FOR IMMEDIATE RELEASE
Nov. 2, 2011
(Orlando, Fla.)— Physicians should look for signs of substance abuse in teenagers who suffer from attention deficit hyperactivity disorder (ADHD), according to Philip L. Creps, DO, who shared his concerns over the correlation between the two behavioral disorders with his fellow osteopathic physicians (DOs) during the American Osteopathic Association’s (AOA) OMED 2011, the Osteopathic Medical Conference & Exposition at the Orange County Convention Center in Orlando.
Dr. Creps, an AOA board-certified psychiatrist and addiction medicine specialist, and the assistant director and assistant clinical professor at Synergy Medical Education Alliance and Central Michigan University, cautioned that people with ADHD tend to be more impulsive and likely to have behavioral problems, both of which can contribute to drug and alcohol abuse. Researchers also have noticed common genes shared between ADHD and alcoholism.
However, the substance abuse problem—particularly in teenagers—tends to be overlooked and not treated, notes Dr. Creps. This goes beyond looking for the common physical signs of substance abuse such as dilated pupils, neglected hygiene or appearance, or unexplained weight loss.
“One of the most important skills a physician can utilize when treating a young patient with ADHD is to exercise active listening,” says Dr. Creps. “Ask leading questions such as ‘when was the last time you drank alcohol?’ if you suspect a problem, not just ‘do you ever drink alcohol?’ which is too easy to answer with yes or no.”
Once substance abuse has been confirmed, Dr. Creps recommends that the patient is started on a course of stimulant or non-stimulant medication.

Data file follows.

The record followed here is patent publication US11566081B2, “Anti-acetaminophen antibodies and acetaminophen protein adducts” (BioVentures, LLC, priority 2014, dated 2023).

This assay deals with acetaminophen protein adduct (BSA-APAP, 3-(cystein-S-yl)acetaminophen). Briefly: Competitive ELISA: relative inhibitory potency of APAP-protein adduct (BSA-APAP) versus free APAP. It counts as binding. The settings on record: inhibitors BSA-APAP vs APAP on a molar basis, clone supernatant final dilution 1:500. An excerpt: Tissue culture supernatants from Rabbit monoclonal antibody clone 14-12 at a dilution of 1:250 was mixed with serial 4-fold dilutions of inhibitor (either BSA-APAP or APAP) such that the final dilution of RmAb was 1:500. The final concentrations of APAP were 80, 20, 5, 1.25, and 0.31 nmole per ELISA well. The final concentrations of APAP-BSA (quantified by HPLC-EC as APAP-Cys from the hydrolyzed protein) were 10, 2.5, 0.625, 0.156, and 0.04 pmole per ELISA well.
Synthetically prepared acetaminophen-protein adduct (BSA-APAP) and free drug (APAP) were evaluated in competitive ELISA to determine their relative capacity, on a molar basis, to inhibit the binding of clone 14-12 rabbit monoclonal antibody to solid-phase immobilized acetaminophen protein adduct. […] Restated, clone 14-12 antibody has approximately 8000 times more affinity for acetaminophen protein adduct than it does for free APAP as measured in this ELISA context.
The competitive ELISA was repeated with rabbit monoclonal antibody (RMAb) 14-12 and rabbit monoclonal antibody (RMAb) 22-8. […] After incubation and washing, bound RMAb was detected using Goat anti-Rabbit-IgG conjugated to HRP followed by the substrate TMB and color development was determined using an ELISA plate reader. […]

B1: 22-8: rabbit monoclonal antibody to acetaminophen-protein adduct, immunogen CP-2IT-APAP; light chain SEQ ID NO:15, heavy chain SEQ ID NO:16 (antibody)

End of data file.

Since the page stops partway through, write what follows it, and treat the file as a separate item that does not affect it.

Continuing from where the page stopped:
Non-stimulants, like Strattera, increase the amount of norepinephrine, which is an important brain chemical. This not only treats the ADHD by increasing attention span and reducing hyperactivity, but can help with the substance abuse by reducing impulsive behavior.
Stimulants, such as Ritalin, affect how the brain controls impulses and regulates behavior and attention. This happens because the medication influences the availability of certain chemicals, called neurotransmitters, in the brain.
In both cases the treatment is most effective when paired with therapy or substance abuse counseling.
“By not only managing the ADHD, but helping these patients overcome their alcohol or drug abuse problem, we can help them live healthier lifestyles,” says Dr. Creps.
About the American Osteopathic Association
The American Osteopathic Association (AOA) proudly represents its professional family of more than 78,000 osteopathic physicians (DOs); promotes public health; encourages scientific research; serves as the primary certifying body for DOs; is the accrediting agency for osteopathic medical schools; and has federal authority to accredit hospitals and otherhealth care facilities. More information on DOs/osteopathic medicine can be found at www.osteopathic.org.
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